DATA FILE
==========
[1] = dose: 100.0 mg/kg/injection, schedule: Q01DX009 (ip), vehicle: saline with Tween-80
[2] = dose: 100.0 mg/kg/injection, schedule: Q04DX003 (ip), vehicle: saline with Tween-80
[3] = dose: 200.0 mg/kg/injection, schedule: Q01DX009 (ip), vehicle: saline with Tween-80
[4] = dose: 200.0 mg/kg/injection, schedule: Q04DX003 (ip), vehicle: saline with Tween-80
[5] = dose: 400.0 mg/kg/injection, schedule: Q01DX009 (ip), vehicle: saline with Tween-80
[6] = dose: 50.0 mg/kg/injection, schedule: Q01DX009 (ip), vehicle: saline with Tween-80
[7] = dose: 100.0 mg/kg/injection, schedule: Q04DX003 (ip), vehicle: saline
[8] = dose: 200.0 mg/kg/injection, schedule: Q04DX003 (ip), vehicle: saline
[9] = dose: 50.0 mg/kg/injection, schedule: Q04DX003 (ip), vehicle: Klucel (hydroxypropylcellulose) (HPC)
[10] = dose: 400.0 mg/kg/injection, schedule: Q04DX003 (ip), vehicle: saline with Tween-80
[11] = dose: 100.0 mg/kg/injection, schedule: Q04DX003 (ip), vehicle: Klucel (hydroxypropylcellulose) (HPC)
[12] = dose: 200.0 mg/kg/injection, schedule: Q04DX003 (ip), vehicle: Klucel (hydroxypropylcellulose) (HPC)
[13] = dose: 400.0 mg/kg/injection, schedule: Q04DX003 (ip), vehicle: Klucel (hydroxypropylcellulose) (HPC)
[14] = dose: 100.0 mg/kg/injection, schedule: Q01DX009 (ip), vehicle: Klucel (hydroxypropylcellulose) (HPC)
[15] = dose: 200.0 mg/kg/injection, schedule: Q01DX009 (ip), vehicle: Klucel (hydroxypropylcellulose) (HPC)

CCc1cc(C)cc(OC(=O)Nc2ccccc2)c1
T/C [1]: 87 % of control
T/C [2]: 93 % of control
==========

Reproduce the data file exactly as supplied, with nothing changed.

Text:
[1] = dose: 100.0 mg/kg/injection, schedule: Q01DX009 (ip), vehicle: saline with Tween-80
[2] = dose: 100.0 mg/kg/injection, schedule: Q04DX003 (ip), vehicle: saline with Tween-80
[3] = dose: 200.0 mg/kg/injection, schedule: Q01DX009 (ip), vehicle: saline with Tween-80
[4] = dose: 200.0 mg/kg/injection, schedule: Q04DX003 (ip), vehicle: saline with Tween-80
[5] = dose: 400.0 mg/kg/injection, schedule: Q01DX009 (ip), vehicle: saline with Tween-80
[6] = dose: 50.0 mg/kg/injection, schedule: Q01DX009 (ip), vehicle: saline with Tween-80
[7] = dose: 100.0 mg/kg/injection, schedule: Q04DX003 (ip), vehicle: saline
[8] = dose: 200.0 mg/kg/injection, schedule: Q04DX003 (ip), vehicle: saline
[9] = dose: 50.0 mg/kg/injection, schedule: Q04DX003 (ip), vehicle: Klucel (hydroxypropylcellulose) (HPC)
[10] = dose: 400.0 mg/kg/injection, schedule: Q04DX003 (ip), vehicle: saline with Tween-80
[11] = dose: 100.0 mg/kg/injection, schedule: Q04DX003 (ip), vehicle: Klucel (hydroxypropylcellulose) (HPC)
[12] = dose: 200.0 mg/kg/injection, schedule: Q04DX003 (ip), vehicle: Klucel (hydroxypropylcellulose) (HPC)
[13] = dose: 400.0 mg/kg/injection, schedule: Q04DX003 (ip), vehicle: Klucel (hydroxypropylcellulose) (HPC)
[14] = dose: 100.0 mg/kg/injection, schedule: Q01DX009 (ip), vehicle: Klucel (hydroxypropylcellulose) (HPC)
[15] = dose: 200.0 mg/kg/injection, schedule: Q01DX009 (ip), vehicle: Klucel (hydroxypropylcellulose) (HPC)

CCc1cc(C)cc(OC(=O)Nc2ccccc2)c1
T/C [1]: 87 % of control
T/C [2]: 93 % of control